Another known process for removing cholesterol derivatives is the complexation of these substances with β-cyclodextrin. Thus according to EP-A 0 326 469 egg yolk powder is for example stirred with β-cyclodextrin for 5 hours at 40 C. after its homogenization with water and the complex obtained is separated by centrifugation, However, the cholesterol contents may only be reduced to a maximum of 74% of the initial value in this way.

A significant improvement with regard to reducing cholesterol is possible according to the process of DE-OS 39 28 258 in which only the egg yolk plasma fraction, which can be obtained from egg yolk using a demulsifying agent such as e.g. water after centrifuging the LDL granular fraction, is admixed with β-cyclodextrin and not the entire egg yolk. Subsequently the egg yolk plasma treated in this way is again combined with the LDL granular fraction after separating the β-cyclodextrin and its complexes.

However, in some cases it is difficult to separate the egg yolk plasma fraction from the LDL granular fraction and from the β-cyclodextrin cholesterol complex. In order to solve this problem it was proposed in DE-OS 40 13 367 as well as WO 91/11 114 to admix the egg yolk with a diluted aqueous solution of ammonium carbonate or sodium chloride before the complexation step with β-cyclodextrin in order to prevent the emulsion breaking down and precipitation of the LDL granular fraction.

A disadvantage of this process is however, the fact that it is very difficult to completely remove the added salts from the egg yolk mixture. Apart from the fact that for this reason the process soon becomes uneconomical, the reduced-cholesterol egg yolk products produced in this way usually have a higher content of sodium or ammonium ions which is undesirable with regard to nutritional physiology.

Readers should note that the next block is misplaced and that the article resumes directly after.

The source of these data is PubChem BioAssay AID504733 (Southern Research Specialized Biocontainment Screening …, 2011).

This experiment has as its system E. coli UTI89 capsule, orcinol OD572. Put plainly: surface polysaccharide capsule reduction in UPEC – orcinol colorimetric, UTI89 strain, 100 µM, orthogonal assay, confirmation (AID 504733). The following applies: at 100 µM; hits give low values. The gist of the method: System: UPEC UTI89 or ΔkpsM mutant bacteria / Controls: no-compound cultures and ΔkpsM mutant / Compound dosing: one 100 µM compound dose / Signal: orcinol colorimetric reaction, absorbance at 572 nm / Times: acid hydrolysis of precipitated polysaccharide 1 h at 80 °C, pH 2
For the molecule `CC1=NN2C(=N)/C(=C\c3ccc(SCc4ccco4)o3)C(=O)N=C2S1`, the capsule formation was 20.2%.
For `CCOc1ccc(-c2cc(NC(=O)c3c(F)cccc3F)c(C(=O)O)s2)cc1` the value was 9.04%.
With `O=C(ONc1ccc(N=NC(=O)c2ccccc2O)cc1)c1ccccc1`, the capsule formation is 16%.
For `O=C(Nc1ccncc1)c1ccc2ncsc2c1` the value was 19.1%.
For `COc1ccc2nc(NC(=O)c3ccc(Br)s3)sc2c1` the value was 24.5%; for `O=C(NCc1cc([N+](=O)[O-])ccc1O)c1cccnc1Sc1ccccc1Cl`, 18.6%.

THE INVENTION

The object of the present invention is therefore to provide a process for the removal of cholesterol derivatives from egg yolk by diluting the egg yolk with an aqueous salt solution and subsequently to complex the cholesterol derivatives with the aid of β-cyclodextrin which does not have the aforementioned disadvantages of the state of the art but rather enables a substantially selective, technically uncomplicated reduction of cholesterol derivatives and in which the egg yolk products with reduced cholesterol do not have an increased sodium content after processing.

This object is achieved according to the present invention by diluting egg yolk with an aqueous solution of a water-soluble salt consisting of the cation potassium or/and calcium as well as the anion chloride and/or sulfate or/and an organic anion with a molecular weight of ≦150 before the complexation step, then mixing the diluted egg yolk with β-cyclodextrin until complex formation has taken place, separating the complexes and after separating the complexes from the egg yolk mixture removing the added salt again as well as, if desired, the water.

Surprisingly it has been found that instead of sodium salts the aforementioned other salts effectively prevent demulsification of the egg yolk and in addition do not have to be completely removed from the egg yolk which has especial economic advantages. Moreover low-sodium, egg yolk products with a low total cholesterol content and good sensorial properties are obtained in this way which, also because of their partially increased calcium content, are regarded as particularly attractive with regard to nutritional physiology.